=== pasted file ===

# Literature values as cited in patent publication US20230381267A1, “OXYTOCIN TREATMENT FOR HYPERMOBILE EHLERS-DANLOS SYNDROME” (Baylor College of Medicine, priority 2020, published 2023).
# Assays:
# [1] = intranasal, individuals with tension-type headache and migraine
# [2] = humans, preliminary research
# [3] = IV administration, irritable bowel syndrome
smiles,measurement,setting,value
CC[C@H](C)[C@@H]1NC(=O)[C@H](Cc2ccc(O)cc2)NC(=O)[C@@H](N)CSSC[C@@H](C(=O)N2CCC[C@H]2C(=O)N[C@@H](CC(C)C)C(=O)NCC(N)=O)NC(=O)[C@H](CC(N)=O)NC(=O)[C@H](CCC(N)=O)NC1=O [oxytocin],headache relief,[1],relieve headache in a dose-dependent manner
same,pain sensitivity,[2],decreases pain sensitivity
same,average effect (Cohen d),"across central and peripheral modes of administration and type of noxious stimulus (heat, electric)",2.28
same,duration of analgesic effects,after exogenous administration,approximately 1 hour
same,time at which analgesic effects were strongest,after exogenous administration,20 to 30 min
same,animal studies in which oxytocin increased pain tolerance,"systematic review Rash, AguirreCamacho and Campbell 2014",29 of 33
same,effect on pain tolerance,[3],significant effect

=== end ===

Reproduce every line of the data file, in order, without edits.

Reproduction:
# Literature values as cited in patent publication US20230381267A1, “OXYTOCIN TREATMENT FOR HYPERMOBILE EHLERS-DANLOS SYNDROME” (Baylor College of Medicine, priority 2020, published 2023).
# Assays:
# [1] = intranasal, individuals with tension-type headache and migraine
# [2] = humans, preliminary research
# [3] = IV administration, irritable bowel syndrome
smiles,measurement,setting,value
CC[C@H](C)[C@@H]1NC(=O)[C@H](Cc2ccc(O)cc2)NC(=O)[C@@H](N)CSSC[C@@H](C(=O)N2CCC[C@H]2C(=O)N[C@@H](CC(C)C)C(=O)NCC(N)=O)NC(=O)[C@H](CC(N)=O)NC(=O)[C@H](CCC(N)=O)NC1=O [oxytocin],headache relief,[1],relieve headache in a dose-dependent manner
same,pain sensitivity,[2],decreases pain sensitivity
same,average effect (Cohen d),"across central and peripheral modes of administration and type of noxious stimulus (heat, electric)",2.28
same,duration of analgesic effects,after exogenous administration,approximately 1 hour
same,time at which analgesic effects were strongest,after exogenous administration,20 to 30 min
same,animal studies in which oxytocin increased pain tolerance,"systematic review Rash, AguirreCamacho and Campbell 2014",29 of 33
same,effect on pain tolerance,[3],significant effect